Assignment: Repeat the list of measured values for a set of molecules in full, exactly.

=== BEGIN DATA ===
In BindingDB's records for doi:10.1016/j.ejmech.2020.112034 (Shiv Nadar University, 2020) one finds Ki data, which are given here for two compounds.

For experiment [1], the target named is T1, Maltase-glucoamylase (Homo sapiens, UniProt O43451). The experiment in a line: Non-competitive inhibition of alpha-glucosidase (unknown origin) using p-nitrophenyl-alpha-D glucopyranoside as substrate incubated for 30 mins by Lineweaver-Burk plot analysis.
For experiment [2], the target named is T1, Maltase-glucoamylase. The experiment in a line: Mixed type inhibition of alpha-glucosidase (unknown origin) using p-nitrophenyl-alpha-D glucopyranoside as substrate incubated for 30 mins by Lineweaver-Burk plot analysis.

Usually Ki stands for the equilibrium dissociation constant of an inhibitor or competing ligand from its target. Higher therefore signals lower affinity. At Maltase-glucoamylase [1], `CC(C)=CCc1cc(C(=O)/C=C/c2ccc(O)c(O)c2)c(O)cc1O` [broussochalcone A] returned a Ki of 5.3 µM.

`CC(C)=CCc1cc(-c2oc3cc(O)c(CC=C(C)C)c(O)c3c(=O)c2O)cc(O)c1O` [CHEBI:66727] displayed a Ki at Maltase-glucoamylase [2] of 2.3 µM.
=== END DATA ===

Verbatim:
In BindingDB's records for doi:10.1016/j.ejmech.2020.112034 (Shiv Nadar University, 2020) one finds Ki data, which are given here for two compounds.

For experiment [1], the target named is T1, Maltase-glucoamylase (Homo sapiens, UniProt O43451). The experiment in a line: Non-competitive inhibition of alpha-glucosidase (unknown origin) using p-nitrophenyl-alpha-D glucopyranoside as substrate incubated for 30 mins by Lineweaver-Burk plot analysis.
For experiment [2], the target named is T1, Maltase-glucoamylase. The experiment in a line: Mixed type inhibition of alpha-glucosidase (unknown origin) using p-nitrophenyl-alpha-D glucopyranoside as substrate incubated for 30 mins by Lineweaver-Burk plot analysis.

Usually Ki stands for the equilibrium dissociation constant of an inhibitor or competing ligand from its target. Higher therefore signals lower affinity. At Maltase-glucoamylase [1], `CC(C)=CCc1cc(C(=O)/C=C/c2ccc(O)c(O)c2)c(O)cc1O` [broussochalcone A] returned a Ki of 5.3 µM.

`CC(C)=CCc1cc(-c2oc3cc(O)c(CC=C(C)C)c(O)c3c(=O)c2O)cc(O)c1O` [CHEBI:66727] displayed a Ki at Maltase-glucoamylase [2] of 2.3 µM.